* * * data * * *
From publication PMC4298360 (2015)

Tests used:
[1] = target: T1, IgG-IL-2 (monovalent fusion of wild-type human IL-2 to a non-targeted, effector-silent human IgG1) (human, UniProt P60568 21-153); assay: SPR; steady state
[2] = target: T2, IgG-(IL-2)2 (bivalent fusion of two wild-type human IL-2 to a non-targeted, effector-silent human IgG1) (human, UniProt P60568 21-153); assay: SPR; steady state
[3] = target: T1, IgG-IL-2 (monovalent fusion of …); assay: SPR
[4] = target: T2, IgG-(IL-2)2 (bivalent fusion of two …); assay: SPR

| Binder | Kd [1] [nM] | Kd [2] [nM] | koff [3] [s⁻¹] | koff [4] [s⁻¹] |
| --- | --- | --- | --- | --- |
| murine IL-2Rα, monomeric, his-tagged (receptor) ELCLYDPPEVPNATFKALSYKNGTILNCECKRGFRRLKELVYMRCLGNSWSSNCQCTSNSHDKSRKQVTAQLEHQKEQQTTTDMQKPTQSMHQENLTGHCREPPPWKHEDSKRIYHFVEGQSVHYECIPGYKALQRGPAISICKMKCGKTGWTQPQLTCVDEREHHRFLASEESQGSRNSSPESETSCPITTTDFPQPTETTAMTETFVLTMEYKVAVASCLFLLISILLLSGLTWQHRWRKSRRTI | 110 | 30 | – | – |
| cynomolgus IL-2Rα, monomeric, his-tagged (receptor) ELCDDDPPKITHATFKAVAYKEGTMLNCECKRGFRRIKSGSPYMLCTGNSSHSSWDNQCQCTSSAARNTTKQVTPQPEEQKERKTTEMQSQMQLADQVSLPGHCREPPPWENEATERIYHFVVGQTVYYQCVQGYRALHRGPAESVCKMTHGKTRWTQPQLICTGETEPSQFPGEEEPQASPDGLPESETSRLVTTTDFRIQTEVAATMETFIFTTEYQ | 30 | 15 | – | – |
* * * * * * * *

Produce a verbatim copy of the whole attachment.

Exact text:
From publication PMC4298360 (2015)

Tests used:
[1] = target: T1, IgG-IL-2 (monovalent fusion of wild-type human IL-2 to a non-targeted, effector-silent human IgG1) (human, UniProt P60568 21-153); assay: SPR; steady state
[2] = target: T2, IgG-(IL-2)2 (bivalent fusion of two wild-type human IL-2 to a non-targeted, effector-silent human IgG1) (human, UniProt P60568 21-153); assay: SPR; steady state
[3] = target: T1, IgG-IL-2 (monovalent fusion of …); assay: SPR
[4] = target: T2, IgG-(IL-2)2 (bivalent fusion of two …); assay: SPR

| Binder | Kd [1] [nM] | Kd [2] [nM] | koff [3] [s⁻¹] | koff [4] [s⁻¹] |
| --- | --- | --- | --- | --- |
| murine IL-2Rα, monomeric, his-tagged (receptor) ELCLYDPPEVPNATFKALSYKNGTILNCECKRGFRRLKELVYMRCLGNSWSSNCQCTSNSHDKSRKQVTAQLEHQKEQQTTTDMQKPTQSMHQENLTGHCREPPPWKHEDSKRIYHFVEGQSVHYECIPGYKALQRGPAISICKMKCGKTGWTQPQLTCVDEREHHRFLASEESQGSRNSSPESETSCPITTTDFPQPTETTAMTETFVLTMEYKVAVASCLFLLISILLLSGLTWQHRWRKSRRTI | 110 | 30 | – | – |
| cynomolgus IL-2Rα, monomeric, his-tagged (receptor) ELCDDDPPKITHATFKAVAYKEGTMLNCECKRGFRRIKSGSPYMLCTGNSSHSSWDNQCQCTSSAARNTTKQVTPQPEEQKERKTTEMQSQMQLADQVSLPGHCREPPPWENEATERIYHFVVGQTVYYQCVQGYRALHRGPAESVCKMTHGKTRWTQPQLICTGETEPSQFPGEEEPQASPDGLPESETSRLVTTTDFRIQTEVAATMETFIFTTEYQ | 30 | 15 | – | – |